Sep
29

Moving beyond a ‘State of Good Repair’

By

7th Ave. Tiles 1

To you and me, this 7th Ave. station on the IND Culver line is not in very good repair. (Photo by Benjamin Kabak)

Since the New York City subways reached their nadir in the 1970s, the MTA has striven to achieve a State of Good Repair. While an admirable goal, it is a very limited one that is nearly impossible to reach or maintain. After falling decades behind in a planned station-by-station overhaul, the MTA, in its next five-year capital plan, is moving toward a more efficient component-based maintenance system that will better restore the system to that State of Good Repair.

One of the larger obstacles with the term is that it is a phrase of art, and few agencies can agree on its meaning. In a paper published earlier this year, the Transportation Research Board tried to define Good Repair, and the Federal Transit Administration sees a major backlog in projects designed to achieve a State of Good Repair for transit systems across the country.

Internally, the MTA says that a State of Good Repair is achieved “when the infrastructure components are replaced on a schedule consistent with their life expectancy.” In othe words, train cars have to be replaced as they break down, and fare payment systems, as I explored yesterday, have to be upgraded when the technology becomes obsolete. What happens though when parts of a station are in an adequate state of repair while other cosmetic parts aren’t? What happens when half of a platform needs an overhaul and the other does not?

For years, the MTA’s plan has not answered these questions. Rather, beginning in 1982 and set to run through 2020, the MTA’s State of Good Repair plan consisted simply of a station-by-station 100 percent renovation with emergency repairs made at other stations as necessary. Now, though, over 200 stations remain in need of renovations, and a system-wide overhaul would not wrap up until 2050. By then, the stations first renovated in the mid 1980s and early 1990s would need to be redone again. Meanwhile, as stations not scheduled for renovations for decades fall apart, as MTA documents say, “some stations that were rehabilitated in earlier capital programs have components that require repair.”

In the new capital plan, though, the MTA is loosening its approach toward station repairs. Instead of station-wide renovations that leave some stations waiting decades for a renovation, the new approach will be component-based. “The current labels no longer adequately describe the condition of the MTA’s infrastructure,” an attachment to the 2010-2014 Capital Plan reads. “This is because assets are comprised of many components, which have varying normal replacement requirements. These components must be regularly replaced for the total asset to remain in good repair. Future plans will evaluate the repair needs of the components in establishing the assets overall state of good repair.”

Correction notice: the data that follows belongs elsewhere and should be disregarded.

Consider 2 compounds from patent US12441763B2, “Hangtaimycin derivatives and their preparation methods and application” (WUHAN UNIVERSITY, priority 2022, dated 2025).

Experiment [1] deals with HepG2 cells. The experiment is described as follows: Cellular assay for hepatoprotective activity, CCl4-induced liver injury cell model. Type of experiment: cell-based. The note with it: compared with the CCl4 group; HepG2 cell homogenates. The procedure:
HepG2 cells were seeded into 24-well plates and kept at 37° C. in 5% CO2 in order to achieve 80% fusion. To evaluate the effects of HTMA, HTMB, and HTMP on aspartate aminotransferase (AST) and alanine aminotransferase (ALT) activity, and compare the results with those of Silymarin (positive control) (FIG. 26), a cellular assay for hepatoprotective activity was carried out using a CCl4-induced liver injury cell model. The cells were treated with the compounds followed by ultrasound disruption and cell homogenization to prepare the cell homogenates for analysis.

Recognizing that a subway station is “not a single asset,” the MTA is moving to a modular State of Good Repair component replacement plan while still maintaining the current station renovate pace. To do, the MTA has broken down its system into ten component parts: interior stairs; street stairs; platform edges; windscreens; canopies; platform floors, walls and ceilings; platform columns and thru-spans; mezzanine floors, walls and ceilings; vent bays; and the all-encompassing other.

Furthermore, the new strategy will be a three-tiered approach. As I mentioned above, full-scale station rehabilitation will continue apace. Station renewals — comprehensive improvements designed to replace components rated a three or worse on a five-point scale — will “refresh the appearance of the station.” Component renewals will “repair or replacement of individual station components in need of repair.” According to the MTA, “These investments will be based on the appropriate replacement cycles for individual components, and will be performed in a manner that is minimally intrusive to the customer experience.”